Mercedes boss Toto Wolff has played down suggestions that the team did not treat its drivers – Lewis Hamilton and Nico Rosberg – equally during the Canadian Grand Prix.
During the Montreal race, leader Hamilton’s engineer Peter Bonnington told the British driver that while Rosberg has no problems with fuel consumption, the German’s brake situation was critical.
But when Rosberg asked about the state of Hamilton’s car, his engineer Tony Ross replied that he was not allowed to answer. Indeed, so-called ‘radio coaching’ in Formula 1 is now supposedly banned.
German commentator Christian Danner told Bild newspaper, however, that Bonnington’s radio call to Hamilton gave the Briton “A clear competitive advantage”.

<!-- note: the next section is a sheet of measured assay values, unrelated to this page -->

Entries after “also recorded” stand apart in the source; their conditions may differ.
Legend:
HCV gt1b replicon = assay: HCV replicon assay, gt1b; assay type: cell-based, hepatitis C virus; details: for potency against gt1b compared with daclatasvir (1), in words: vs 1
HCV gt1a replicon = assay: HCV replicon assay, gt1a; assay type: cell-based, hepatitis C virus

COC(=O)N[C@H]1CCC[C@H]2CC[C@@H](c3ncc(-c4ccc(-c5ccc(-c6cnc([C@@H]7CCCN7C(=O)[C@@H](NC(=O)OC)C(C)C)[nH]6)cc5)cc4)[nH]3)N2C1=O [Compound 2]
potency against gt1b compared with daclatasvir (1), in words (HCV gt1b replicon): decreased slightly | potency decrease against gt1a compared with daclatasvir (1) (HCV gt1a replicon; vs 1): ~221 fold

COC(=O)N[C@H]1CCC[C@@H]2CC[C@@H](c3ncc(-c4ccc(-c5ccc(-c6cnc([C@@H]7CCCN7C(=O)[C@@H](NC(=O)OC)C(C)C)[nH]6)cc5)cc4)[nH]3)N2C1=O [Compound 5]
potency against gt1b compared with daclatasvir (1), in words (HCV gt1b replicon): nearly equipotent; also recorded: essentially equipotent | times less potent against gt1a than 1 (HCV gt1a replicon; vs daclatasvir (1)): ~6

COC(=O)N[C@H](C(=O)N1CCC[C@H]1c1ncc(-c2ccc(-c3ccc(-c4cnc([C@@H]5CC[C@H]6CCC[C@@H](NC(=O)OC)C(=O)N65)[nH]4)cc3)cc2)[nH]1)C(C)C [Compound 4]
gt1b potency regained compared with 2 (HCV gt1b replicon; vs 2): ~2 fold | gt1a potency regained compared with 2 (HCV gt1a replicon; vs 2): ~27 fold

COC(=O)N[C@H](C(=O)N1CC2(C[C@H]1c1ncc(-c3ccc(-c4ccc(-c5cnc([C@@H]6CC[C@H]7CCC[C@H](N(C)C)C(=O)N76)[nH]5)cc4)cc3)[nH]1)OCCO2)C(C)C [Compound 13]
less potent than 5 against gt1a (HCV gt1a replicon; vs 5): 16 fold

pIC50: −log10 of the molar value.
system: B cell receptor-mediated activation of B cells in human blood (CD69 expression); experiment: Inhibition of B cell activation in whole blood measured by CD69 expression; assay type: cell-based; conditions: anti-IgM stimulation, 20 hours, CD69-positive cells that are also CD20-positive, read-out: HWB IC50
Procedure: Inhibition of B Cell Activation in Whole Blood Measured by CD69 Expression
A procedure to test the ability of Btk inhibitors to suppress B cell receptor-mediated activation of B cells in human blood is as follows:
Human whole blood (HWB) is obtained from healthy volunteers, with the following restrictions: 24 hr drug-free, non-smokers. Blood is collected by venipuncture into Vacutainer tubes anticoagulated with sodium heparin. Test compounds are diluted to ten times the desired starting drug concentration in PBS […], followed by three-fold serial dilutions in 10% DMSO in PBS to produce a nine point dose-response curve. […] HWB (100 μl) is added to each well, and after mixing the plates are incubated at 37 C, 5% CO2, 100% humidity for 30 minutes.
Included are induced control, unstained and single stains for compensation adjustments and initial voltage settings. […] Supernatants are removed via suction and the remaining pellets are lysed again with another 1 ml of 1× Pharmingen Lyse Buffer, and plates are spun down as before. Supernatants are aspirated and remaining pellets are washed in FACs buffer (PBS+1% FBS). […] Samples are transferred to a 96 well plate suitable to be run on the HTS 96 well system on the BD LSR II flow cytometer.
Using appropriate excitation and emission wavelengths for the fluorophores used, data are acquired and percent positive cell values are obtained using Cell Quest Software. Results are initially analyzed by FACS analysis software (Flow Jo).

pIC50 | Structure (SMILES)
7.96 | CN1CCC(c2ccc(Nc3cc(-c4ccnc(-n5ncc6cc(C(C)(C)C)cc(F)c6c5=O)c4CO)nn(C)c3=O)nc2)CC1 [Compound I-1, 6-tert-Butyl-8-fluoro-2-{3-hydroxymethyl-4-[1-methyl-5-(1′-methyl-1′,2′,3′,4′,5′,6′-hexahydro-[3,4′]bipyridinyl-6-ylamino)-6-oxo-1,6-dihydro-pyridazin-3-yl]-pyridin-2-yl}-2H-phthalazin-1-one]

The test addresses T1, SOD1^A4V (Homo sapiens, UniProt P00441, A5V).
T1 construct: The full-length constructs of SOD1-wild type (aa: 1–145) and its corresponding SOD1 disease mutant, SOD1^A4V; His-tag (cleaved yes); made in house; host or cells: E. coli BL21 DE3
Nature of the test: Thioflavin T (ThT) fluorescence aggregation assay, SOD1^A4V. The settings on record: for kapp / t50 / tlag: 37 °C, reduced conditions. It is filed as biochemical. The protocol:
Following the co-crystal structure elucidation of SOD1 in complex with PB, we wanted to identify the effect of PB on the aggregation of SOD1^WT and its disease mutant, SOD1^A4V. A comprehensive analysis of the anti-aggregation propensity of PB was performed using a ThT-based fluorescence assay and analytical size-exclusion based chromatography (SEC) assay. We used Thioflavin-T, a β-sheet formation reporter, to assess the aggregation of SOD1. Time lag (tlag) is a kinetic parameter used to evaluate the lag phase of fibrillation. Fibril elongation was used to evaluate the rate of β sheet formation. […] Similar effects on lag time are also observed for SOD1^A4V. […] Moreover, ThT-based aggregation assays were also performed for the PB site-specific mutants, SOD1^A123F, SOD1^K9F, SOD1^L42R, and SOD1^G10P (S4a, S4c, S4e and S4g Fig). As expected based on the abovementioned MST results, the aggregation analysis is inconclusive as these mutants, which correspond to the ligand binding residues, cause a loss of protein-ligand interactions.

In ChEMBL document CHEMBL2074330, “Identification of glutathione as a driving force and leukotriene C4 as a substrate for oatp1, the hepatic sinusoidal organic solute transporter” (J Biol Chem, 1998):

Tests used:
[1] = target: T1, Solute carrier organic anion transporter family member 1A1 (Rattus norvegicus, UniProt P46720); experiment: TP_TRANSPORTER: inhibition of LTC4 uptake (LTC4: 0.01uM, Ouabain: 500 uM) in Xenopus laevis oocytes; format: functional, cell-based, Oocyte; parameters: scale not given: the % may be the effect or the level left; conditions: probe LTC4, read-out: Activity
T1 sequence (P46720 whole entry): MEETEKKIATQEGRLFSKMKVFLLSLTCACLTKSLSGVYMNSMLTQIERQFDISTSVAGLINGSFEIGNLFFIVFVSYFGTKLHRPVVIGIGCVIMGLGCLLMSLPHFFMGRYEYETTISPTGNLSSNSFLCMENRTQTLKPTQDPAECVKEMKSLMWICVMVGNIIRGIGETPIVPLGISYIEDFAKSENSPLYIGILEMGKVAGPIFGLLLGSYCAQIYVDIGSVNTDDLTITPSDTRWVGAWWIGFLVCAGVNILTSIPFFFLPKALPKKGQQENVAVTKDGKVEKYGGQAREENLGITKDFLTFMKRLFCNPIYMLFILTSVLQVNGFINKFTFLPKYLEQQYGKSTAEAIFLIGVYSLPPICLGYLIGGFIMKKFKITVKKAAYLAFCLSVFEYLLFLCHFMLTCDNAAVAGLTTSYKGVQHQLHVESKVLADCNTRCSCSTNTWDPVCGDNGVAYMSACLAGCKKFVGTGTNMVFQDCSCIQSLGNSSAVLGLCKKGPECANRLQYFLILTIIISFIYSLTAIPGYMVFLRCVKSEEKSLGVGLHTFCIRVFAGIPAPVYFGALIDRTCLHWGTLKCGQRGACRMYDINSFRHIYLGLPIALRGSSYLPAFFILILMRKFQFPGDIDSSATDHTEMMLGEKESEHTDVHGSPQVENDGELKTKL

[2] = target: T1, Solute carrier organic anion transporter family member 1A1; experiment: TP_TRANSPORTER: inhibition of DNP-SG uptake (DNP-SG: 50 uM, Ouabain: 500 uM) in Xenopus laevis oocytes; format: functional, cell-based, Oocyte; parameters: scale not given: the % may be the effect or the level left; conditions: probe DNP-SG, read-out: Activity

Another former F1 driver now pundit, Marc Surer, agreed that Bonnington had gone into a “grey area” in terms of the radio rules.
Told that the episode might imply favouritism for Hamilton, Wolff insisted: “We have already clarified the matter internally.
“The statement from Lewis’ engineer had no impact on the race. I stress once again: the drivers have absolutely equal treatment.”
Wolff also said Rosberg’s engineer Ross had handed the radio call “exemplarily”, while it is true that Bonnington’s father died just a couple of days before Canada.
Rosberg said Hamilton fully deserved the win, “It was a challenging race because we had to manage fuel, brakes, all these things, but it was the same for Lewis. The same for both of us.”